One-On-One Conversation at the American Center in Moscow

One-On-One Conversation at the American Center in Moscow

To find out exactly what a one-on-one conversation is, I spent half an hour with Alexandria Musser, one of the native speakers from the United States who volunteer for the American Center, and this is what I learned …

Olga: Hi Ali, how are you?
Ali: Hi Olga, I am fine. How are you?

Olga: I am fine too. Did you celebrate Halloween this weekend?
Ali: Yes, I did. I went out with my friends.

Olga: I wonder, where you celebrated Halloween last year.
Ali: Last year, I spent Halloween at my University in America. Almost all of the students live on campus, and on Halloween night, most students dress in costumes and take part in various traditional Halloween events and parties.

Olga: That’s amazing that today you are volunteering for the American Center in Moscow. How many one-on-ones have you already conducted?
Ali: Hum,… about 25 or so.

Olga: That’s a lot. It’s definitely one of the most popular among other workshops which the American Center in Moscow arranges for its patrons. And what makes you so excited about it?
Ali: I like helping people to work on their English. I understand these students very well because I am also a student and I learn Russian, and I do appreciate it when people at my University help me the same way when we sit and have conversations in Russian.

Olga: Please, say a few words about your University. Do you mean any Moscow University? What are you majoring in?
Ali: No, it is not a Moscow University, it is an International private University located in Moscow where I major in Russian culture.

Olga: Do you speak Russian well?
Ali: No, I don’t (Ali smiles).  I began learning Russian two years ago and here in Moscow it becomes better and better. It is definitely easier with the Russian atmosphere around, but it is quite a pressure at the same time.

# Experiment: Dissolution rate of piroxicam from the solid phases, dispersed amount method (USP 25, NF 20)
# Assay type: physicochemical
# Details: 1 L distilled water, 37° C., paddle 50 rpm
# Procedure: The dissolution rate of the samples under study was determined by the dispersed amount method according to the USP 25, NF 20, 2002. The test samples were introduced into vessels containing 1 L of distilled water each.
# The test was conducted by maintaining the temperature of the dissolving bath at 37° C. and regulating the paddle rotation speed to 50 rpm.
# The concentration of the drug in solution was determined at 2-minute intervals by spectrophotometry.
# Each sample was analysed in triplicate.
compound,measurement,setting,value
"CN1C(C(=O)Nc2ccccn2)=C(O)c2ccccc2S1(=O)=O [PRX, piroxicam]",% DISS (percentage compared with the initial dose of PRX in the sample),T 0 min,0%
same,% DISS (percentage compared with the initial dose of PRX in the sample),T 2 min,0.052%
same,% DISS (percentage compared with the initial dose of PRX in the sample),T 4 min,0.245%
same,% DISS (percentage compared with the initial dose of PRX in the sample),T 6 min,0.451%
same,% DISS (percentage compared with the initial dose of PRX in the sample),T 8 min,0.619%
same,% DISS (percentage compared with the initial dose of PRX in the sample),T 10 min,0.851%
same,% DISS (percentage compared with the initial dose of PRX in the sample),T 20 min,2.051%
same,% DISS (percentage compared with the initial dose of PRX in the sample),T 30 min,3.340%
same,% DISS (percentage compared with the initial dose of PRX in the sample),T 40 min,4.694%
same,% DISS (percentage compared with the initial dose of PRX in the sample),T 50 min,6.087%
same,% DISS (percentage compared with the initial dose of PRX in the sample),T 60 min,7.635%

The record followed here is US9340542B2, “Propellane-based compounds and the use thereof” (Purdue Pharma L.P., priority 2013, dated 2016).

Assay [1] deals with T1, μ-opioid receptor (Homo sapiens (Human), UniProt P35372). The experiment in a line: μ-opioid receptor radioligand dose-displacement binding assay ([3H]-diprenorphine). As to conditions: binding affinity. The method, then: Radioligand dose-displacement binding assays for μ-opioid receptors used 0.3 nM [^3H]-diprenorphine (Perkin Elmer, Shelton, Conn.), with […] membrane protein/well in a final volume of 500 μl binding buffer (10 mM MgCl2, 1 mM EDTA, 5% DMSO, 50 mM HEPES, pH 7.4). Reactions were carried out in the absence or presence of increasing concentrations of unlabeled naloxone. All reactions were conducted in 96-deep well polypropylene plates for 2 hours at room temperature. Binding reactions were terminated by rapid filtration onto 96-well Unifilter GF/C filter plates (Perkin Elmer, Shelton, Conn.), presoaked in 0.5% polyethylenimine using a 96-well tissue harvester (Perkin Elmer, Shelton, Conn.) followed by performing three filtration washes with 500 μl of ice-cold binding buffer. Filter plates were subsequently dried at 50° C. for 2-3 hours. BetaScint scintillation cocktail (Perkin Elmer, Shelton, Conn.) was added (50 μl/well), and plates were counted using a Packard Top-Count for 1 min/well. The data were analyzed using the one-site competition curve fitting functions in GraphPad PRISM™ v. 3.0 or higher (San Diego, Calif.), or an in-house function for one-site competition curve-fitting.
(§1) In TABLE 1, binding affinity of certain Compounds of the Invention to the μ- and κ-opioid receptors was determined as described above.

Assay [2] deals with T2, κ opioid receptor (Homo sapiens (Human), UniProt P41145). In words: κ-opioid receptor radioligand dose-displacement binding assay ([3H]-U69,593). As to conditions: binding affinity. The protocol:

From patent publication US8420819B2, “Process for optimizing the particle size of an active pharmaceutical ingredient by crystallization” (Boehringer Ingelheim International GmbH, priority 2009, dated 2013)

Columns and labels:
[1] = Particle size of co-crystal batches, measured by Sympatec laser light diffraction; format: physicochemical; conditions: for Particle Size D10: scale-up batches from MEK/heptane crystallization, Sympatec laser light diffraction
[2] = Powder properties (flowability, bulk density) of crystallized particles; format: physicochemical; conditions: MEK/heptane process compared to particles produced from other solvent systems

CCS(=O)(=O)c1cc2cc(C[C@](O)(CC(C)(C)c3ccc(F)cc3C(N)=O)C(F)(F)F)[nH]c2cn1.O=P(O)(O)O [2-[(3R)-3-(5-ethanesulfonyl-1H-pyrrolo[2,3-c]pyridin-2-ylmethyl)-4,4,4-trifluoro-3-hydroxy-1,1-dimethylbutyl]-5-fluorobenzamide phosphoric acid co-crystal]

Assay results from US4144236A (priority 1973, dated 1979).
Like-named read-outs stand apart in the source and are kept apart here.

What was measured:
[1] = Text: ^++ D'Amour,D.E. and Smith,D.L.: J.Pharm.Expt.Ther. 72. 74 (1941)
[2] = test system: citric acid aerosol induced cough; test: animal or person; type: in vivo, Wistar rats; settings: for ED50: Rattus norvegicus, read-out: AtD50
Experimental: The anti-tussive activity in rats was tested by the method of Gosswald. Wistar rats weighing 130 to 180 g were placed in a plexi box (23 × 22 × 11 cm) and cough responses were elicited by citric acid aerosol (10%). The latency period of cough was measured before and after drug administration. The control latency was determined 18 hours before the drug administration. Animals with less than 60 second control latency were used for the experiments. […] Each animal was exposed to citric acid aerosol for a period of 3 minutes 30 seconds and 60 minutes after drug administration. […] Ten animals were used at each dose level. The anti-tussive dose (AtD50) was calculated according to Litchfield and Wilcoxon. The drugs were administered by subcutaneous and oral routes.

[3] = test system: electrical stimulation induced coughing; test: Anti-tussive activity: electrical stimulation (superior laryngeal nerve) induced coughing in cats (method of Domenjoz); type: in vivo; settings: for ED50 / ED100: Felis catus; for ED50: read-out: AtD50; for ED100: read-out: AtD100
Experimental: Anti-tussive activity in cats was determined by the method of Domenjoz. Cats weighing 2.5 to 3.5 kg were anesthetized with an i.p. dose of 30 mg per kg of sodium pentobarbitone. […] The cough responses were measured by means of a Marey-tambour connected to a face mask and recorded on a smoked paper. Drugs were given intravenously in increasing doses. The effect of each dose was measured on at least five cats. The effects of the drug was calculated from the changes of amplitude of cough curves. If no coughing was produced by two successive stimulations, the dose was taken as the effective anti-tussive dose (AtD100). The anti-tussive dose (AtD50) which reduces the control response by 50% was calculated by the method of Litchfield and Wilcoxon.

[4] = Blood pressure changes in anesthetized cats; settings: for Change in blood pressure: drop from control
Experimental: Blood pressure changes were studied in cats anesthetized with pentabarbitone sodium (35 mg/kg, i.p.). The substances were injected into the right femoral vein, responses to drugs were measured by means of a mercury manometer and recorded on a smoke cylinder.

Olga: Did one-on-one conversations help you to understand the Russians more?
Ali: Yes, they did absolutely.

Olga: Do you keep in touch with people who came for a one-on-one with you?
Ali: Yes, I do, I keep in touch with a few people I have met through one-on-one conversations via email and the Internet.

Olga: What’s the average age group of the one-on-one speakers?
Ali: Well, half of them were students and half adults.

Olga: What language level should the patrons have to come for the one-on-one?
Ali: It really does not matter, I would say. I had one person who was a beginner, and it was quite a challenge for him to understand what I was saying. At the same time it was a very valuable experience for him. My belief is that anyone can practice conversation skills. Of course, the higher the person’s level in English is, the easier the conversation will flow. Again, I am saying that it is worth doing one-on-one for anyone who learns English no matter how fluent they are.

Olga: The average one-on-one conversation lasts for 30 minutes, does not it? What helps you to keep the conversation going in case the speaker gets stuck?